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Accusations at work are one of the cases that a nurse attorney can resolve. These professionals can guarantee their clients that any false accusations over them can be denied over the Texas Board of Nursing once you hire them for assistance. Sadly, an RN in Lancaster failed to do so.

On or about July 13, 2017, while employed as an Assistant Director of Nursing in a healthcare facility in Lancaster, the RN failed to adequately collaborate with the assigned nurse and physician for a patient, when the patient had a change in condition. The patient’s assigned nurse informed the RN that the patient was being sent to the hospital, at which time the RN assessed the patient, and failed to document an assessment in the patient’s medical record.

The RN instructed the assigned nurse to ask the doctor to order some labs instead of sending the patient to the hospital. Approximately two hours later, the RN was notified that the physician declined the labs and still wanted the patient sent to the hospital, and three hours after that, the patient arrived at the Emergency Room, with the right-sided facial droop and arm weakness, and diagnosed with a cerebral vascular accident.

The RN’s conduct was likely to injure the patient from delayed treatment.

As a defense, the RN states that around 1 100 the charge nurse informed her that she was sending the patient to the emergency room. She states that she asked the charge nurse why and was told that the patient was weak. She reports that she asked the charge nurse what the patient’s vitals were.

The RN further states that she was told vitals were stable. She states that she went into the patient’s room and she assessed the patient, states that patient was able to communicate with her, sit up on the side of the bed, and grabbed both hands with a strong grip. The RN states that while she was assessing the patient the DON came into the patient’s room and assessed the patient also.  She reports that they both came out of the patient’s room and instructed the charge nurse to ask the physician if they could order labs and IV fluids due to generalized weakness and they both left the nurse’s station. She states that around 1315 she headed back to the nurse’s station and was told by the charge nurse that the physician had said no to the labs and to send the patient to the emergency room.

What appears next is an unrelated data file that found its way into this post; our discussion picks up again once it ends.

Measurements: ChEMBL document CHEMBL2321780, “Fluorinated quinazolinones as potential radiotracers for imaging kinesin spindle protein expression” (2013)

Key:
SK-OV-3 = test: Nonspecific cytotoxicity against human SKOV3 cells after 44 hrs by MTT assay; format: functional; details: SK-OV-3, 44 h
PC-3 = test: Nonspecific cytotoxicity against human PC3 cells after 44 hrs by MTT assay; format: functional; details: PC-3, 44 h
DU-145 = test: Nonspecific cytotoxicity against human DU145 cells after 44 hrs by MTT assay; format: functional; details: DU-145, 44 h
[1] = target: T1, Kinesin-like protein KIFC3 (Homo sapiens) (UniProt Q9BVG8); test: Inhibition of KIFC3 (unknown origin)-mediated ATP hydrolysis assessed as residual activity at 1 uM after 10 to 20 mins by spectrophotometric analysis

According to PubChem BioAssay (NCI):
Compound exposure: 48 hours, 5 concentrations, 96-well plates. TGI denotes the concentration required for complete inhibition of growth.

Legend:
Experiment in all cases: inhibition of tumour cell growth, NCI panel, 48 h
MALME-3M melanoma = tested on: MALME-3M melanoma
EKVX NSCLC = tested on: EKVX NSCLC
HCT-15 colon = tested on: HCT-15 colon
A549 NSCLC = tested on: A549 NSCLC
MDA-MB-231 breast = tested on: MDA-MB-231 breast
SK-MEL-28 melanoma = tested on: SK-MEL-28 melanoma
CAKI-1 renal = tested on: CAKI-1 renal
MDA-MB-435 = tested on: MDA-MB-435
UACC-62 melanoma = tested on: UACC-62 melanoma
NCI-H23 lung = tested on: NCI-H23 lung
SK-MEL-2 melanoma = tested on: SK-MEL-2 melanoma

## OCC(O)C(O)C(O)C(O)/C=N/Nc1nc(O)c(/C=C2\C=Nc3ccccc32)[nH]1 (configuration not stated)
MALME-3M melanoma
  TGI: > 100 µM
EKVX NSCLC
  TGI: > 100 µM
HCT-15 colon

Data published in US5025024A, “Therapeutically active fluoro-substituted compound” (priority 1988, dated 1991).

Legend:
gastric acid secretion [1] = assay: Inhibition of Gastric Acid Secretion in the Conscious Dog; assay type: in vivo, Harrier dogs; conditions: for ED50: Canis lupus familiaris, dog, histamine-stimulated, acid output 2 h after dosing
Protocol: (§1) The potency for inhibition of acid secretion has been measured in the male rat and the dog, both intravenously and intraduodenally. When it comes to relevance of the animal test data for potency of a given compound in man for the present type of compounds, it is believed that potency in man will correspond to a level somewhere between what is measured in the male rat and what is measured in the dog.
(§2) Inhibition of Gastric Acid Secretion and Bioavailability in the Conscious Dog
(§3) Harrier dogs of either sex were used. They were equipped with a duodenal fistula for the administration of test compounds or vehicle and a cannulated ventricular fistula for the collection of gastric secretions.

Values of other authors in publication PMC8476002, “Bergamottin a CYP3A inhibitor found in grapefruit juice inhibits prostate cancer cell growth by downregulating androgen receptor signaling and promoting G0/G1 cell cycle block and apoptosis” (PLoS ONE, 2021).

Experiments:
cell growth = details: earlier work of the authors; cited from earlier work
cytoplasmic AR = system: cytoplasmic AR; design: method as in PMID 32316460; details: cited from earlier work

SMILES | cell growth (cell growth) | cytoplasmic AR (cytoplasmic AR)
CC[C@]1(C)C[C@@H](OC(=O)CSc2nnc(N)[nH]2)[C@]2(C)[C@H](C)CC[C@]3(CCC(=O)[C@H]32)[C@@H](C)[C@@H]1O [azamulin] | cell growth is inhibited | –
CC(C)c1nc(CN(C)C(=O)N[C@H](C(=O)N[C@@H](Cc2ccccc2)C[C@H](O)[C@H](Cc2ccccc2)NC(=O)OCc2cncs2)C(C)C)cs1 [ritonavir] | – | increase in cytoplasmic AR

The RN states that she went into the patient’s room again and informed the patient that they were sending her to the hospital. She reports that the patient stated that she did not want to go, so she went to the nurse’s station and informed the charge nurse to call the patient’s daughter. She further states that she then informed the DON that the patient was going to the hospital and that physician had said no to the labs. The RN adds that the DON. nor herself were ever informed that the patient had a stroke or was having stroke-like symptoms.

The Board of Texas has full jurisdiction over all cases regarding RNs and LVNs who committed any forms of offenses. They are also the ones holding decisions whether the RN or LVN’s license has to be suspended, revoked, or disciplined. Therefore, the Board decided to summon the RN for a hearing to defend against the complaint filed to her – this is the part where a nurse attorney should be hired.

Because the RN failed to provide a nurse attorney to defend her case, the Texas Board of Nursing then considered the evidence given to them and sentenced the RN and her license into disciplinary proceedings. She could have hired a nurse attorney to assist her in the case. To contact one, you may dial Nurse Attorney Yong J. An at (832) 428-5679 to schedule a private consultation.